Over the past year, he's been a strong critic of Paul Krugman's hyper-Keynesian and hyperventilating economic rants. Niall recently used a highly technical economic term to describe Professor Krugman's views. He called them "nuts." The rest of us call Niall Ferguson an intellectual treasure. I am delighted that we are graced by his presence this evening. Ladies and gentlemen, please join me in welcoming Niall Ferguson.
Civilization: When East Beats West
Well thank you very much indeed, Paul, for that wonderful introduction. It's a huge pleasure to be with you here tonight, ladies and gentlemen. It's a pleasure to be involved with the Manhattan Institute, and it's a special pleasure to be invited to give the Wriston Lecture. Paul didn't mention it, but Walter Wriston was the son of a historian. His father was, among other things, president of Brown University. He also didn't mention that Walter twice turned down the post of U.S. Treasury Secretary. And then thirdly, Paul omitted to mention Walter Wriston's most enduring contribution to financial history, which was his observation that countries never go bankrupt.
The question that I want to address tonight goes beyond the question of whether or not countries can go bankrupt. Of course they can. I want to ask a larger question. And that question is whether a civilization can go bankrupt, not just in the technical fiscal sense of becoming insolvent, unable to fund its liabilities, but in a more profound sense that has to do with culture, with values.
In order to answer that question, I need to take you back in time. Because at the heart of my new book is a question which has long intrigued me, which I regard is in many ways the hardest question that can be asked about modern history: Why was it that after around 1500, uninterruptedly for the next 500 years, one civilization-a civilization that we call Western meaning that it arose in the west of Eurasia, in Europe, and spread westward across the Atlantic-why did that one civilization became so much wealthier, healthier, and more powerful than all the other civilizations in the world?
Let me try to illustrate what I mean. In 1500, there was little to choose in terms of living standards between the West and the rest. Indeed, if you had gone on a world tour in that year, you would have been far more impressed by the great civilizations of the Orient than you would have been impressed by the rather smelly little towns of Western Europe. It was Ming China that seemed like the civilization set for world dominance. Or, perhaps, the Ottoman Empire, the Great Empire of Islam that had conquered Constantinople just half a century before. You would not, I think, have predicted at that time that the nasty, petty, warring little states of Europe would ultimately take over the world and either conquer or subjugate those other civilizations, those other great empires.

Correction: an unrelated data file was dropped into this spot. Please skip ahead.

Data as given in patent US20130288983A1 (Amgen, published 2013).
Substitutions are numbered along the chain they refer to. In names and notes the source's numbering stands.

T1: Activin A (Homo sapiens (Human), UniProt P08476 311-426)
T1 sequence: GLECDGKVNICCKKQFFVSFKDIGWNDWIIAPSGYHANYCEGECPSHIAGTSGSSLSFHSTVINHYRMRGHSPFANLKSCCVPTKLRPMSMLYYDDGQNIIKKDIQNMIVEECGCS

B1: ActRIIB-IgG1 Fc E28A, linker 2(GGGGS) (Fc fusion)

And yet they did. In 1500, the average Chinese was in fact richer than the average inhabitant of North America. By the late 1970s, the difference in income in per capita gross domestic product was so great that the average American was at least 20 times richer than the average Chinese. And if you calculate the differential in current dollar terms, making no adjustment for the fact that a haircut, for example, is much cheaper in China than it is in New York, the difference was seventy-fold. It wasn't just, however, that the West got richer than the rest. By the first half of the twentieth century, the average Westerner's expectation of life at birth was double that of the average "resterner," the average inhabitant of the rest of the world. And perhaps most impressively of all, a dozen Western Empires by the mid-twentieth century had established an extraordinary dominance in geopolitical terms over the rest of the world. Let me be precise. By 1913, 12 Western Empires, one of them the United States, controlled 58 percent of the world's land surface, about the same proportion of its population, and 75 percent, three-quarters of the entire global economy.
This was what economic historians have called the Great Divergence, and it is the single biggest story of modern history. How can we explain it? Because you see, ladies and gentlemen, my view is that we cannot understand our present predicament-we cannot hope to understand our own problems today-if we do not first understand the foundations of the West's past success.
In order to retain the attention of my teenage children, which is always a challenge as parents of teenagers will learn, I did not answer the question as follows: "There were six complexes of ideas and institutions which established Western dominance." It is that word "institutions" which seems to cause teenagers to glaze over. I don't know why. So what I said instead was, "There were six killer applications."
And as they looked momentarily interested, I said, "Look at your phones" which they were doing anyway- "notice those icons, the apps that you use. Well, it was as if Europe developed six killer apps that no other civilization had." And although it sounds like a rather crass way of getting the attention of teenagers, actually the analogy is not bad because the icons on your phone are very simple to look at and do wonderful things. But if you only knew the computer code behind them, they're actually terribly complicated.
The things that I'm about to say to you may sound simplified because, after all, I don't want to bore you, but each of the ideas and institutions that I'm going to describe is in fact quite intricate, as complex as the computer code behind the icons on your phone.